Zika Economics: Brazil Calls Emergency Meeting of Latin American Trade Bloc

Brazil’s president, Dilma Rousseff, is calling an emergency meeting of the Latin American trade bloc Mercosur over the rapid spread of the Zika virus. As the virus spreads throughout the hemisphere, a Mercosur meeting indicates Brazil’s concern for the economic repercussions of such an outbreak as much as the medical ones.

Rousseff has also called for members of the Community of Latin American and Caribbean States (CELAC), which includes most Caribbean island nations as well as Colombia, Venezuela, and others on the South and Central American mainland, to participate in the fight against Zika.

“In my [call for a meeting] I proposed that we also have a cooperative action in the fight against the Zika virus,” Rousseff told reporters Wednesday, “We will have a Mercosur meeting Tuesday in Montevideo [Uruguay] open to all CELAC nations, as well as Unasur [the South American Community of Nations].”

Rousseff noted that “the majority of countries are adopting a model similar to ours of using the armed forces as one of the organizational vectors in the fight to eradicate breeding grounds [for mosquitos] and the elimination of collections of water.” The Zika virus is spread through bites from the mosquito Aedes aegypti, found in every nation on the Western Hemisphere save Chile and Canada.

Rousseff deployed 220,000 soldiers to travel to affected areas in a door-to-door campaign, raising awareness about the threats of Zika as well as distributing insect repellant to pregnant women and providing information on how to avoid mosquito bites. On Wednesday evening, the U.S. Pentagon confirmed that it would be involved in American efforts to keep the virus from spreading domestically, alongside the Department of Health and Human Services.

The Zika virus causes muscle aches and fever in those affected, though up to 80 percent of patients will not experience any symptoms. To adults, it poses a minor threat. Since late December 2015, however, Brazilian medical authorities have seen an astronomical spike in cases of microcephaly in infants born to women who had contracted Zika while pregnant. Microcephaly is a condition in which the skull of the infant is too small for its brain, causing severe neurological damage.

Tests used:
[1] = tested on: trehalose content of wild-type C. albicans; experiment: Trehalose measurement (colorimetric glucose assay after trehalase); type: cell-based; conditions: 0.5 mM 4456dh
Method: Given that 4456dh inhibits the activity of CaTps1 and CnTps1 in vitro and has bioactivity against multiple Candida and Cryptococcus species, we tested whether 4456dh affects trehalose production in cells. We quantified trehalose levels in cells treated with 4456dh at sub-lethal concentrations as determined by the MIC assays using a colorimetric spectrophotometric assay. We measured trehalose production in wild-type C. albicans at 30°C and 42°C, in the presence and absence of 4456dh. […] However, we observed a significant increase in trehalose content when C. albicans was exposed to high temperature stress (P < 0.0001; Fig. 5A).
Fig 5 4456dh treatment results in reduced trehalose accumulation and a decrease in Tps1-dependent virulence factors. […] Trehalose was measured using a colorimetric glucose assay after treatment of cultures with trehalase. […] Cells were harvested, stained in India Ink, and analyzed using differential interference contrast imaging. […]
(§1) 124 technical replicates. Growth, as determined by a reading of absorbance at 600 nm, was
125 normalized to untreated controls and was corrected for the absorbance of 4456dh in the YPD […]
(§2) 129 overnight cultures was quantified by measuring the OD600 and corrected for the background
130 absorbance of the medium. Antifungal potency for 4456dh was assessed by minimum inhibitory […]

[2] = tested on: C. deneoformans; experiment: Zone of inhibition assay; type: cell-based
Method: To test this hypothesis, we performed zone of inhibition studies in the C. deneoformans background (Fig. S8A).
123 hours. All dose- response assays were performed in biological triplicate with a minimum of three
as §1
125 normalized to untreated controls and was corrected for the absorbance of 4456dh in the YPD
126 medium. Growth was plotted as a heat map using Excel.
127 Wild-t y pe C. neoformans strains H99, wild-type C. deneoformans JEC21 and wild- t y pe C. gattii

That Rousseff has turned to Mercosur, a trade bloc, suggests she and her administration are increasingly concerned regarding the economic ramifications of the outbreak. Mercosur’s founding purpose is to enhance free trade in the region and strengthen national economies. Brazil remains its largest member despite major economic setbacks.

As CNN notes, without taking Zika into consideration, Brazil’s economic is contracting significantly, expected to shrink 3.5 percent in 2016. The outlet describes the situation as the worst since the 1930s. Many expected a major influx in tourism in August, when Rio de Janeiro will host the 2016 Summer Olympics, to revitalize the economy; the threat of significant harm from the virus may deter thousands from attending.

Brazilian authorities have begun large-scale fumigation efforts at Olympic venues, hoping to eradicate the Aedes aegypti mosquito before August. Authorities deployed more than 3,000 workers to clean out the Sambadrome, the central Olympic venue, and are expected to make daily cleaning rounds. August is also a winter month in Brazil, when the nation experiences less rain and becomes less fertile ground for insects.

Whether these efforts will succeed remains unknown. Airlines have already begun offering refunds to travelers who no longer wish to risk their health in Latin America. British Airways is offering refunds for pregnant women in particular with tickets to Sao Paolo, Rio de Janeiro, and two cities in Mexico. American Airlines is offering a similar service requiring a doctor’s note, and applicable for El Salvador, Honduras, Panama City, and Guatemala City. Other airlines are making similar offers, as well.

Another major economic factor in play is the risk that Latin American populations will dwindle faster than anticipated. The governments of Brazil, El Salvador, and Colombia have warned women to avoid pregnancies until the virus is contained if at all possible. “Cautioning entire cohorts of women to put off childbearing for years could impact the demographic trajectories of countries, adversely affecting their economic prospects,” PBS notes.


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